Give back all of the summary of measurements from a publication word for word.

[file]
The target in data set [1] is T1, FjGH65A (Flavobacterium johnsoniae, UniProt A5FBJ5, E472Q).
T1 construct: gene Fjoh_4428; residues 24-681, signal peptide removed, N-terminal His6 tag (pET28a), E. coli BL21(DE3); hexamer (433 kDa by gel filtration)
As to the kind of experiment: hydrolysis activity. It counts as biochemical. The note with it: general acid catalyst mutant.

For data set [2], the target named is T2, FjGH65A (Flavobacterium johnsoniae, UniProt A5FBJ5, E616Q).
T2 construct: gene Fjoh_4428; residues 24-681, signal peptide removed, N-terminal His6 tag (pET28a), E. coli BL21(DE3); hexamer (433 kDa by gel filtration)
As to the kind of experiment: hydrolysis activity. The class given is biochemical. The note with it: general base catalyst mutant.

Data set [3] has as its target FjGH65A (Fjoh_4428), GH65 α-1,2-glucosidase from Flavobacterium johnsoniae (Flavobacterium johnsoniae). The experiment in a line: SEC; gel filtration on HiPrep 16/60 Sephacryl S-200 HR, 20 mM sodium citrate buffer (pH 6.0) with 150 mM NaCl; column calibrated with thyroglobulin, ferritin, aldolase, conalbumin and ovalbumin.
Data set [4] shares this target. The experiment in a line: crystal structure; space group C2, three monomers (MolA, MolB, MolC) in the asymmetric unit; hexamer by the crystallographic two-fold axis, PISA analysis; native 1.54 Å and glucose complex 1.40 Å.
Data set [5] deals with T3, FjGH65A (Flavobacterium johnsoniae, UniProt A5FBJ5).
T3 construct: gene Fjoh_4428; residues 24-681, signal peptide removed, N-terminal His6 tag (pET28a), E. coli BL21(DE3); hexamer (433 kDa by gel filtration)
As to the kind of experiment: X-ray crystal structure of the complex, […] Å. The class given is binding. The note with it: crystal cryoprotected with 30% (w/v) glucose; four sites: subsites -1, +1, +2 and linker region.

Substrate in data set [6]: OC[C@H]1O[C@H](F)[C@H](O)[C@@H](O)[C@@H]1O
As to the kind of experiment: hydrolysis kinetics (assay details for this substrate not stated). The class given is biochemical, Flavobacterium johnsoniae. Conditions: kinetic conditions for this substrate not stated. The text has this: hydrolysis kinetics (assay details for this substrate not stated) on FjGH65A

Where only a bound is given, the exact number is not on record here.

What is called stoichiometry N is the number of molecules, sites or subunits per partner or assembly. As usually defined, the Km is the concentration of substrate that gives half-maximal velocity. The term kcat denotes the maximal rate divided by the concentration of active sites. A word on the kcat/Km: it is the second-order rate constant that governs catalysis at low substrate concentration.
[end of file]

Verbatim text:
The target in data set [1] is T1, FjGH65A (Flavobacterium johnsoniae, UniProt A5FBJ5, E472Q).
T1 construct: gene Fjoh_4428; residues 24-681, signal peptide removed, N-terminal His6 tag (pET28a), E. coli BL21(DE3); hexamer (433 kDa by gel filtration)
As to the kind of experiment: hydrolysis activity. It counts as biochemical. The note with it: general acid catalyst mutant.

For data set [2], the target named is T2, FjGH65A (Flavobacterium johnsoniae, UniProt A5FBJ5, E616Q).
T2 construct: gene Fjoh_4428; residues 24-681, signal peptide removed, N-terminal His6 tag (pET28a), E. coli BL21(DE3); hexamer (433 kDa by gel filtration)
As to the kind of experiment: hydrolysis activity. The class given is biochemical. The note with it: general base catalyst mutant.

Data set [3] has as its target FjGH65A (Fjoh_4428), GH65 α-1,2-glucosidase from Flavobacterium johnsoniae (Flavobacterium johnsoniae). The experiment in a line: SEC; gel filtration on HiPrep 16/60 Sephacryl S-200 HR, 20 mM sodium citrate buffer (pH 6.0) with 150 mM NaCl; column calibrated with thyroglobulin, ferritin, aldolase, conalbumin and ovalbumin.
Data set [4] shares this target. The experiment in a line: crystal structure; space group C2, three monomers (MolA, MolB, MolC) in the asymmetric unit; hexamer by the crystallographic two-fold axis, PISA analysis; native 1.54 Å and glucose complex 1.40 Å.
Data set [5] deals with T3, FjGH65A (Flavobacterium johnsoniae, UniProt A5FBJ5).
T3 construct: gene Fjoh_4428; residues 24-681, signal peptide removed, N-terminal His6 tag (pET28a), E. coli BL21(DE3); hexamer (433 kDa by gel filtration)
As to the kind of experiment: X-ray crystal structure of the complex, […] Å. The class given is binding. The note with it: crystal cryoprotected with 30% (w/v) glucose; four sites: subsites -1, +1, +2 and linker region.

Substrate in data set [6]: OC[C@H]1O[C@H](F)[C@H](O)[C@@H](O)[C@@H]1O
As to the kind of experiment: hydrolysis kinetics (assay details for this substrate not stated). The class given is biochemical, Flavobacterium johnsoniae. Conditions: kinetic conditions for this substrate not stated. The text has this: hydrolysis kinetics (assay details for this substrate not stated) on FjGH65A

Where only a bound is given, the exact number is not on record here.

What is called stoichiometry N is the number of molecules, sites or subunits per partner or assembly. As usually defined, the Km is the concentration of substrate that gives half-maximal velocity. The term kcat denotes the maximal rate divided by the concentration of active sites. A word on the kcat/Km: it is the second-order rate constant that governs catalysis at low substrate concentration.